One hundred thousand. That’s the number of signatures it takes for a petition to be viewed by the President’s administration, and the quantity of names on the call to action written in honor of Leelah Alcorn, a transgender teen who committed suicide last year. The petition proposes “Leelah’s Law,” which—if enacted—would require all states practicing conversion therapy to stop.
Conversion therapy is a practice based off the belief that someone’s sexual orientation or gender identity can be changed through mental and physical exercises (which we’d like to point out is not possible). Forced onto minors who have no legal say outside of what their parents want, conversion therapy uses tactics such as inducing nausea, vomiting, or paralysis while showing homoerotic images and inducing pain through temperature, needles, or even electric shock. It’s medieval torture at best. Every major medical and mental health organization discredits this kind of therapy as a.) harmful and b.) ineffective. Duh.
On behalf of the Obama administration, Valerie Jarrett formally responded to the petition earlier today:
“…We share your concern about its potentially devastating effects on the lives of transgender as well as gay, lesbian, bisexual, and queer youth.
When assessing the validity of conversion therapy, or other practices that seek to change an individual’s gender identity or sexual orientation, it is as imperative to seek guidance from certified medical experts. The overwhelming scientific evidence demonstrates that conversion therapy, especially when it is practiced on young people, is neither medically nor ethically appropriate and can cause substantial harm.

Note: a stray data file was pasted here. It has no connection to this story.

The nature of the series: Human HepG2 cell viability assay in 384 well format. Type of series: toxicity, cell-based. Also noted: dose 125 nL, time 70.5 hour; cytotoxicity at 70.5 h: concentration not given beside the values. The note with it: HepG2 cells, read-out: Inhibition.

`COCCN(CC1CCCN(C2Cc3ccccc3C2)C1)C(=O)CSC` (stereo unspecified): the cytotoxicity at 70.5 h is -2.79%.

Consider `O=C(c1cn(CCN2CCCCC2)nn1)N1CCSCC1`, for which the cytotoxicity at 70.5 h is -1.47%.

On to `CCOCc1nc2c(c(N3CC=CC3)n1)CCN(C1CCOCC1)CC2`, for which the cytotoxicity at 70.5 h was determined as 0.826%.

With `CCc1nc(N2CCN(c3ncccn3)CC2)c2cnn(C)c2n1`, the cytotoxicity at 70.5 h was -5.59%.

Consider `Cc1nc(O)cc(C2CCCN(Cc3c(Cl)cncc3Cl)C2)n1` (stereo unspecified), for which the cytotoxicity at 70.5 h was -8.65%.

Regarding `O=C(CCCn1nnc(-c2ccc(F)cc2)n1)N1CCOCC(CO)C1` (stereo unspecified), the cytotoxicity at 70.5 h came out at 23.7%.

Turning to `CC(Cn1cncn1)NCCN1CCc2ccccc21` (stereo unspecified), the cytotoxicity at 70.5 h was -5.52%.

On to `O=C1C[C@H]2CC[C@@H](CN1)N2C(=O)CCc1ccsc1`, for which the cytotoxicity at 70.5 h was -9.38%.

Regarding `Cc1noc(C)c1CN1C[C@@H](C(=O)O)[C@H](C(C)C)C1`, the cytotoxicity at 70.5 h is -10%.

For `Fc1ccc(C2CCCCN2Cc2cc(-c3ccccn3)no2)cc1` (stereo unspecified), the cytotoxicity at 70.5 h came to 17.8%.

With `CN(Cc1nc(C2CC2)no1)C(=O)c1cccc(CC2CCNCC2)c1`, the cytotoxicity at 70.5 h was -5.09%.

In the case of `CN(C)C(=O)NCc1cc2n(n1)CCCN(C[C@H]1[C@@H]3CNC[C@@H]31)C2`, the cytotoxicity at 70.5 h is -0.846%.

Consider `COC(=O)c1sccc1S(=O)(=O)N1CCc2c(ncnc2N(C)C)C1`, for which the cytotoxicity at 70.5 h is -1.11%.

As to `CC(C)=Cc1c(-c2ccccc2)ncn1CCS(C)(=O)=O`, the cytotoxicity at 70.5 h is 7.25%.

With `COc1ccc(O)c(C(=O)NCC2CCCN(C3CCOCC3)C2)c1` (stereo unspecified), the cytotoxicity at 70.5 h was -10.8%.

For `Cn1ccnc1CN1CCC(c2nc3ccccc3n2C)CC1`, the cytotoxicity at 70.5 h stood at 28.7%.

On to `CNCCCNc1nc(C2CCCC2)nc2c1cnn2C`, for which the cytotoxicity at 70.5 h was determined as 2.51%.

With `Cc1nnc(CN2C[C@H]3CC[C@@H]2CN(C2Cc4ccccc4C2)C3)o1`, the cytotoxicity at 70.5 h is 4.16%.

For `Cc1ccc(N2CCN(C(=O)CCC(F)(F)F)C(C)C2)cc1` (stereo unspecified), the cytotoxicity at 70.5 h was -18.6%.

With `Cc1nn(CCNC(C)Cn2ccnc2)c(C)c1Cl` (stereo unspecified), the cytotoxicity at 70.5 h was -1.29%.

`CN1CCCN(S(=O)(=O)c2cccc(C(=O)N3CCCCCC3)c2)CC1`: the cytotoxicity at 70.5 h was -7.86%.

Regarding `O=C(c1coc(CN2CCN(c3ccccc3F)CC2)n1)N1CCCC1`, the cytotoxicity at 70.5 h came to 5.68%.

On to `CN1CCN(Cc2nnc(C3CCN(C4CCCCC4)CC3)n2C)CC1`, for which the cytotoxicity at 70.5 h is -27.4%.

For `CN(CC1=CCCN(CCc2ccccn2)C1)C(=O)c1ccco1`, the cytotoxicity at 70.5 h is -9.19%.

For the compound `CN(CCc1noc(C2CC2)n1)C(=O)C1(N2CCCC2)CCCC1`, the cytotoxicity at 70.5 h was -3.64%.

As part of our dedication to protecting America’s youth, this Administration supports efforts to ban the use of conversion therapy for minors.”
An eloquent quote from President Obama was also included in Jarrett’s response:
“Tonight, somewhere in America, a young person, let’s say a young man, will struggle to fall to sleep, wrestling alone with a secret he’s held as long as he can remember. Soon, perhaps, he will decide it’s time to let that secret out. What happens next depends on him, his family, as well as his friends and his teachers and his community. But it also depends on us — on the kind of society we engender, the kind of future we build.”
So yeah, right now there may only be bans on this horrendous form of therapy in California, New Jersey, and D.C. (where the White House has gender neutral bathrooms), but it is safe to say that this small step might lead to something much bigger.
Images c/o of LeelahsLaw